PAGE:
Louder than lyrics - Musicians, entertainers focused on the environment
Popular disc jockey and radio personality Nicole 'Nikki Z' Duhaney, has added her voice to the chorus to save the environment. With the Government set to ban single-use plastics and Styrofoam in 2019, she has become the ambassador for the Alligator Head Foundation (AHF) based in Port Antonio, Portland.
Gaining a better understanding of the environmental issues of Jamaica and the world has moved her to further research on her own time. "I love radio and enjoy what I do, but it is not all the time that I love the subject matters that are in the fore. By getting more involved I have begun seeing and doing things differently as well as it makes me able to use my forum to make people understand the importance of doing our part," Nikki Z said.
Though it has just become official, her relationship started when she began hosting private events hosted by the organisation's founder, Francesca Von Habsburg. She noted that now with a full understanding of the organisation's work, it has impacted the way she viewed the environment and her lifestyle. "It is not just hearing persons say 'recycle', because that is just a word. Now it is about knowing 'the why'. Without the knowledge, you are only left with a pile of plastic with nowhere to go with it. It is one thing to say we want or need to save the environment, but another thing to get down to how people communicate."
She said that to share the message, the foundation's plans include the use of recyclable plastic with the implementation of a 3D-printing machine to make roofs for homes. They are currently using the technology to develop a pool in the middle of the sea (in Portland) that will be used to teach youth in the community to swim - a venture she is very excited about. "They were very instrumental in the plastic ban happening in Jamaica, working with Von Habsburg, Marcus Reymann (director), Dee Dyke (chair of the AHF board) and Senator Matthew Samuda."
Last month, she travelled to Venice, Italy, with members of the team to participate in activities organised by the TBA21 Academy which is an offshoot of Von Habsburg's contemporary art foundation, Thyssen-Bornemisza Art Contemporary (TBA21). "The aim moving forward is to basically join the arts and science through the venture. As it exists now, some individuals translate information in a scientific way, but another person who does music, dance, or paint will translate [it] in another way that some persons cannot," Nikki Z explained.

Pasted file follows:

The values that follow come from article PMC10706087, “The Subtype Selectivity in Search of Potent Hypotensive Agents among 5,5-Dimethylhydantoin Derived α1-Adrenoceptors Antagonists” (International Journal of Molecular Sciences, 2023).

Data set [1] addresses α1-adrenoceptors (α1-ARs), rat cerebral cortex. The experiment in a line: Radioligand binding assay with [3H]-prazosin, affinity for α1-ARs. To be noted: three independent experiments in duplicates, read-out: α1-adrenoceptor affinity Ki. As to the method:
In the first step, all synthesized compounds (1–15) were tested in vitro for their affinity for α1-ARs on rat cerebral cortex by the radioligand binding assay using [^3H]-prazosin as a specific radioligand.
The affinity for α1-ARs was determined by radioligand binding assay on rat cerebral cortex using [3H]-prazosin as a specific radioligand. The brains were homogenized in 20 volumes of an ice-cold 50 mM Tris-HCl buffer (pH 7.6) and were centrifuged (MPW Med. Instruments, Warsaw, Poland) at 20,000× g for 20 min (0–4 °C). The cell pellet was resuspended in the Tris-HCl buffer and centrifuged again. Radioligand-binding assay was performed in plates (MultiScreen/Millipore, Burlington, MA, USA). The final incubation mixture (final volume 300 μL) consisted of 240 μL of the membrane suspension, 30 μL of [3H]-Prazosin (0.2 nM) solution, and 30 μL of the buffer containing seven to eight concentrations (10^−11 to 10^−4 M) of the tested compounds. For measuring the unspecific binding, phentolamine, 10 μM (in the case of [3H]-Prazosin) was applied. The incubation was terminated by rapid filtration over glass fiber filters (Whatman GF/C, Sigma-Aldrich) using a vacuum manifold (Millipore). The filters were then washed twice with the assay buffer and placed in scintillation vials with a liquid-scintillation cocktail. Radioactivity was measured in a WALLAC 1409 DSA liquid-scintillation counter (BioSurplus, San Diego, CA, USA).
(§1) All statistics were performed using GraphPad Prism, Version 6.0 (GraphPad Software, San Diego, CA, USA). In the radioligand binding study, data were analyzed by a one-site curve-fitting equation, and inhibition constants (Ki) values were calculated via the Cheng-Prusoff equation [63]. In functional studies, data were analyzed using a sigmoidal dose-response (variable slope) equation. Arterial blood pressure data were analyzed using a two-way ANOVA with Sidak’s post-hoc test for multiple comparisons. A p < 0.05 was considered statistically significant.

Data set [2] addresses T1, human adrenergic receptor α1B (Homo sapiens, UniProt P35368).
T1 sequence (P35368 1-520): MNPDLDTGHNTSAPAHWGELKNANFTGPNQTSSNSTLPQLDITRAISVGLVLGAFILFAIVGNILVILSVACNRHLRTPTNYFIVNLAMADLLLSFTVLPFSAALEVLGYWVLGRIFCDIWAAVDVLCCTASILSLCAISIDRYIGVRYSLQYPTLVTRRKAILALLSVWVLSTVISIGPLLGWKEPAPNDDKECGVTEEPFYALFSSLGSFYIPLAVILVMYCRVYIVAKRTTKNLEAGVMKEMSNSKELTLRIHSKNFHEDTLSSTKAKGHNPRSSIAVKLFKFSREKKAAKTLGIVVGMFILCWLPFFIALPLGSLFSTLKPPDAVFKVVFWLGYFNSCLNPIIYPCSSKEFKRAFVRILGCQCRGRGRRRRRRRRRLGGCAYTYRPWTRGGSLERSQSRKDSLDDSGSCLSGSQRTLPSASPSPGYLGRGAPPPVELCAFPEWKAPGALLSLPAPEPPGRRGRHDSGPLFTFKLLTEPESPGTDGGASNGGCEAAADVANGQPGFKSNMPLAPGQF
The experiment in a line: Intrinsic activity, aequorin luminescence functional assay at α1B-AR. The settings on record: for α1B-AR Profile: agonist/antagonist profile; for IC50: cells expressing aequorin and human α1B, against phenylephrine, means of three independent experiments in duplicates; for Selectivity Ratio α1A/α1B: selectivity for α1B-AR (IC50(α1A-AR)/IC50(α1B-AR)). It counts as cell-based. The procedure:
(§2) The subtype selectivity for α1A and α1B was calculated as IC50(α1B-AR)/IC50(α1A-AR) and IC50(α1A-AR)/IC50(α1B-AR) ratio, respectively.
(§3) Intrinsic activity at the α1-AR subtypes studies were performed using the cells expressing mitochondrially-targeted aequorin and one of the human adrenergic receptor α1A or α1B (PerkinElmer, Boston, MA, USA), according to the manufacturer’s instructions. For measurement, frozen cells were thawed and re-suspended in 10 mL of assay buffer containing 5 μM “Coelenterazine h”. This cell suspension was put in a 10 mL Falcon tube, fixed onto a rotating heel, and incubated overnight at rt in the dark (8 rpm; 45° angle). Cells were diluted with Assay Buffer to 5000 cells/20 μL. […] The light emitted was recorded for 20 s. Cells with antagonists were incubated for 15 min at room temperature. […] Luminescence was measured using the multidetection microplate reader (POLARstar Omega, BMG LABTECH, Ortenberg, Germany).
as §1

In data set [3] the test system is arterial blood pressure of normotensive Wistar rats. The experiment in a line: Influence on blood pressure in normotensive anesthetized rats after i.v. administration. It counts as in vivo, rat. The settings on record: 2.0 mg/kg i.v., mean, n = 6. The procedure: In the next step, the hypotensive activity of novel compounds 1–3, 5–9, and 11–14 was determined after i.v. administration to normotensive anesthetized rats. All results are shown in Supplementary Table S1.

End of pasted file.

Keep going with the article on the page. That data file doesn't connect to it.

Getting all involved
Marine Biologist and chief executive officer of the Alligator Head Foundation Dr Dayne Buddo said: "The organisation is already seeing the benefits of partnering with persons like Nikki Z within the entertainment industry to raise awareness about environmental issues." The foundation has been endorsed by Grace Jones, Bunny Wailer, and Third World in addition to working with Wayne J on his single Plastic Bottles.
The 15-year-old recording artiste is currently the youth ambassador for AHF. "Though it is very difficult to measure - that an ambassador or the music is helping to cause the change - catchy (or artsy) things as simple as the lyrics of a song are promoting our message and relate directly to the people," Buddo said. "Like Wayne J, who is promoting our message to persons in his age group. Having Nikki Z on board has helped as she is part of a different cohort of the entertainment industry," he continued.
"The environment, as a whole, has never received the priority that it deserves. There is a need to raise the profile of the environment, and the entertainment industry has a big role to play in this, and it has helped in the past to give persons at the international level, an outlook of what we (all of the environment organisations) are trying to achieve."
Meanwhile, Nikki Z is making use of her new role, and is urging persons to get their voices heard and let their actions be seen. "The full intention is to get my entertainment colleagues involved. Already, I have received great feedback from Tanya Stephens, Kymani Marley, and Ce'Cile, but I have not reached out in abundance to invite persons to Portland see the work we are doing," she said.